Overall, whether my game is leaning towards the Ameritrash and Eurogames genre is going to be based on your own playstyle.

Deep Theme & Narrative – A Deeper Story

The genre of my game can also be considered a collectible card game or a CCG that’s on a board which is what makes it a board game rather then just a card game. Although it contains elements of both board and card games it’s mainly marketed towards CCG players looking for a board game experience or vice-versa. Games such as Netrunner, Dice masters, Mythos and of course Magic: The Gathering are games that revolve around its cards, some of them do have boards to go along with them, others are just cards and tokens/pieces placed onto a table in a specific way so events (mainly combat) can continue. The specific card/dice elements are explained in the video at the very bottom.

Mythos
Netrunner
Magic: The Gathering
Dice Masters

As for the narrative, it fair to say that each game has its own narrative and story that fuels the gameplay and objective for the players, a lot of it bases down to fantasy, sci-fi or abstract narratives and themes to go off on in CCGs. I don’t stray from this pattern as my theme falls under the combination of elements between fantastical and sci-fi which is seeped into the gameplay and setting, science-fiction is more leaned on in this scenario as the whole premise of the game’s functionality revolves around the time rift which means ‘time travel’ even though the ‘travelling’ part is more focused in the game. The overarching theme of this game is science/fantasy with some extended mechanics to fit “complicated” in the game of Un-Subdermatoglyphics better.

In Conclusion, I set out a goal for this subject and two others where I would continue a board game I previously worked on, and even though it took up most of my time I was still able to identify and analyse the game media paratext known as ‘board games’ and I took pride into knowing more about the types of board games that relates to my own because that was essentially the whole project/assignment. (You can read the rulebook below)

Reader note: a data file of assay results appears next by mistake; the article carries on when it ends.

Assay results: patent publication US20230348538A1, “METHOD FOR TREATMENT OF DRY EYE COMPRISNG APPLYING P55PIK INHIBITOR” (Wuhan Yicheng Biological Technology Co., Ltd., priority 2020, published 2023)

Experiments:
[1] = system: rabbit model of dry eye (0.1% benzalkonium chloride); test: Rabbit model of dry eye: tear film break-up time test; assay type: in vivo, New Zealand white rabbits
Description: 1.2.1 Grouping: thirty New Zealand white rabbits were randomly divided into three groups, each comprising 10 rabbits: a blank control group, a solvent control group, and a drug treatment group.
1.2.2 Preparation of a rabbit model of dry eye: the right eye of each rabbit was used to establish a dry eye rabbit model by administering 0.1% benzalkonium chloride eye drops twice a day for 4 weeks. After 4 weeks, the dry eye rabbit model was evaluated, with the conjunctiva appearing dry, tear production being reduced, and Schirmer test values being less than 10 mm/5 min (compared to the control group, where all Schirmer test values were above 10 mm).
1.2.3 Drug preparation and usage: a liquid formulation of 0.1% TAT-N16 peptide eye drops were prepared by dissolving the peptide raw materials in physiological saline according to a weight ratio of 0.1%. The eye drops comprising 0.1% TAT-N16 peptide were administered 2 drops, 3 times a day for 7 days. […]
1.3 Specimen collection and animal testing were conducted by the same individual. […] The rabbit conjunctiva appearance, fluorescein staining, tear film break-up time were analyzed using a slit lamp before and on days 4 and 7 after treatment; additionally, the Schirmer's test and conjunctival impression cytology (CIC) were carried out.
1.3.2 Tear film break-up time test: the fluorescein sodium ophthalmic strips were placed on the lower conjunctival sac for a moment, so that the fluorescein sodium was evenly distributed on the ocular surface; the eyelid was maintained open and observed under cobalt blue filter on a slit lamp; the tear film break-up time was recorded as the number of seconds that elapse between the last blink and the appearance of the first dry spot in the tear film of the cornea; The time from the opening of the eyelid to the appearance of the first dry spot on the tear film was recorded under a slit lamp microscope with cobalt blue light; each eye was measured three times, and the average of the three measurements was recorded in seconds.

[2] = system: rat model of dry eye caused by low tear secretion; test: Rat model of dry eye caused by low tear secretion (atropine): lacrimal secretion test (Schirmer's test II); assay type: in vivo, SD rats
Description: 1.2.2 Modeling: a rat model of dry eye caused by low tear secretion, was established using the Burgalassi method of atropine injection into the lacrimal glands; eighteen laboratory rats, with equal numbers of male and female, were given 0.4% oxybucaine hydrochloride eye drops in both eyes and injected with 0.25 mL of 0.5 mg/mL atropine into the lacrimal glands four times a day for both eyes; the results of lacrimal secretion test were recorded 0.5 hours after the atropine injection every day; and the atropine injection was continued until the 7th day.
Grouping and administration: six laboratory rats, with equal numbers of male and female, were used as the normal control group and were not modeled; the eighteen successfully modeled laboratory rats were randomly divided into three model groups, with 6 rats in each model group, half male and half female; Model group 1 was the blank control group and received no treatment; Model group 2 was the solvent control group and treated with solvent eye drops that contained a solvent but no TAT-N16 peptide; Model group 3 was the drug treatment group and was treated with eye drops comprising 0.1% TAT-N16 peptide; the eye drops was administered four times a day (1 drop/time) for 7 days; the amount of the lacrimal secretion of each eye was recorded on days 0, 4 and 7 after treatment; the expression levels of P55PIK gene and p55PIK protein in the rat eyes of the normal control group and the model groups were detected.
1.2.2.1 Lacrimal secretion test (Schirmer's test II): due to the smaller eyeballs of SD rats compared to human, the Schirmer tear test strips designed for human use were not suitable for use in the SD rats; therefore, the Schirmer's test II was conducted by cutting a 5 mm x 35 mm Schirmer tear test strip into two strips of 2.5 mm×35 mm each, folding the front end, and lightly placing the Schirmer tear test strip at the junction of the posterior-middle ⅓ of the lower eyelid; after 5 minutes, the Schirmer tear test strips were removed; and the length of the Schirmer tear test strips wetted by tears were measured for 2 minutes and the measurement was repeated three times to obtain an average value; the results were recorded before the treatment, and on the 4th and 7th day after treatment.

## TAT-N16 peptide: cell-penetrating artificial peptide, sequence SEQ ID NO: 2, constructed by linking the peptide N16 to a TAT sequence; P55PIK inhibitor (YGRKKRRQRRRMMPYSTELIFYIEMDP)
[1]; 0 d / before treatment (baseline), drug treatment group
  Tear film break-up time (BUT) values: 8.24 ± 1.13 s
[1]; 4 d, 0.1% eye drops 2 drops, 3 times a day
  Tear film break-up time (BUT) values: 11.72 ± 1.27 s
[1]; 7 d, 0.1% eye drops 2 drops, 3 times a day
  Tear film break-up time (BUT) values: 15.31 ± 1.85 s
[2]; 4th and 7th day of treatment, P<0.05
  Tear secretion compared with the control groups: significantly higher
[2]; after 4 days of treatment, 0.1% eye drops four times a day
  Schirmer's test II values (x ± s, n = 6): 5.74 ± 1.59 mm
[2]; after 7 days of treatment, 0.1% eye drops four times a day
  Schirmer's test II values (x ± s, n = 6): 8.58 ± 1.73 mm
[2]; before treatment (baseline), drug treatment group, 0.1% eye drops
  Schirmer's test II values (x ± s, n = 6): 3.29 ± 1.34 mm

Reference List:

https://eriktwice.com/en/2020/12/24/what-is-a-eurogame/

https://boardgamegeek.com/wiki/page/Eurogame

https://boardgamegeek.com/boardgame/143884/machi-koro

https://boardgamegeek.com/boardgame/13/catan

https://boardgamegeek.com/boardgame/2655/hive

https://boardgamegeek.com/boardgame/204583/kingdomino

https://boardgamegeek.com/boardgame/128621/viticulture

https://boardgamegeek.com/boardgame/237182/root

https://boardgamegeek.com/boardgame/169786/scythe

https://agogegameacademy.com/what-is-an-ameritrash-american-style-board-game-detailed-look

https://boardgamegeek.com/wiki/page/Ameritrash

https://boardgamegeek.com/boardgame/40531/cosmic-encounter

https://boardgamegeek.com/boardgame/27627/talisman-revised-4th-edition

https://boardgamegeek.com/boardgame/10093/axis-allies

https://boardgamegeek.com/boardgame/283355/dune

https://boardgamegeek.com/boardgame/233078/twilight-imperium-fourth-edition

https://boardgamegeek.com/geeklist/297044/top-35-collectible-card-games-ccg-tcg-2022